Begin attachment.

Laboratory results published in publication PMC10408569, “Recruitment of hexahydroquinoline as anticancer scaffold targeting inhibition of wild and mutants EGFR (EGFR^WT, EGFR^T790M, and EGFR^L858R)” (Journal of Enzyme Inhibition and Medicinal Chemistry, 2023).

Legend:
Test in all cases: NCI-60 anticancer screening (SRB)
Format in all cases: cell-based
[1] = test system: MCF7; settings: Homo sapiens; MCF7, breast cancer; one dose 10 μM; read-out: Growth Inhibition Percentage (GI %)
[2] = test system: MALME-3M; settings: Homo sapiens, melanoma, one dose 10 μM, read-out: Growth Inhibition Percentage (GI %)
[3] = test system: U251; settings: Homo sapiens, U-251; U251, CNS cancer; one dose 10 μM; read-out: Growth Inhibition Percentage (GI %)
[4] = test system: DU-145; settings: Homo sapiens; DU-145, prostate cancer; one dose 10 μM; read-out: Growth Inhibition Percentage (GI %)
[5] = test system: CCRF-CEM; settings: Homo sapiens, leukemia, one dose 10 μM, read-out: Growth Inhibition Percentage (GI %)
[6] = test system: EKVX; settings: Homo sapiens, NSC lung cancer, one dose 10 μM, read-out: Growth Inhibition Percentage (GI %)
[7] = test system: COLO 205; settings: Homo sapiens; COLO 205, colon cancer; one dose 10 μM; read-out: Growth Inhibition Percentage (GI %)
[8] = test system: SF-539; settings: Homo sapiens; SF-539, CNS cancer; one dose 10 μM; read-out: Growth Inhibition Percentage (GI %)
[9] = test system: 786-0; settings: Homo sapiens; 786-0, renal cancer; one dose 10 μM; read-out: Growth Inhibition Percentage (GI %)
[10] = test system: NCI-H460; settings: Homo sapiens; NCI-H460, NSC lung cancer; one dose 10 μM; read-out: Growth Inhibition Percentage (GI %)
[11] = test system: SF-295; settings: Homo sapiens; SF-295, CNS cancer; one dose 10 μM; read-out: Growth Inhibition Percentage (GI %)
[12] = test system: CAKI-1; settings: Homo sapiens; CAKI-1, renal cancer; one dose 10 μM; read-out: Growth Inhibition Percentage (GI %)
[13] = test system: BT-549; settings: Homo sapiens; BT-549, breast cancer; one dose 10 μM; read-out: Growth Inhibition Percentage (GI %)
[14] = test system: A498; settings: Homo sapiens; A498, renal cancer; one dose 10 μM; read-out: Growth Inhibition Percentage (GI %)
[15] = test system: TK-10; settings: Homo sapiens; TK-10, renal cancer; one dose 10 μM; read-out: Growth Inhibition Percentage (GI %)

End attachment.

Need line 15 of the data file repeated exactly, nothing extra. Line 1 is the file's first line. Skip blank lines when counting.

[11] = test system: SF-295; settings: Homo sapiens; SF-295, CNS cancer; one dose 10 μM; read-out: Growth Inhibition Percentage (GI %)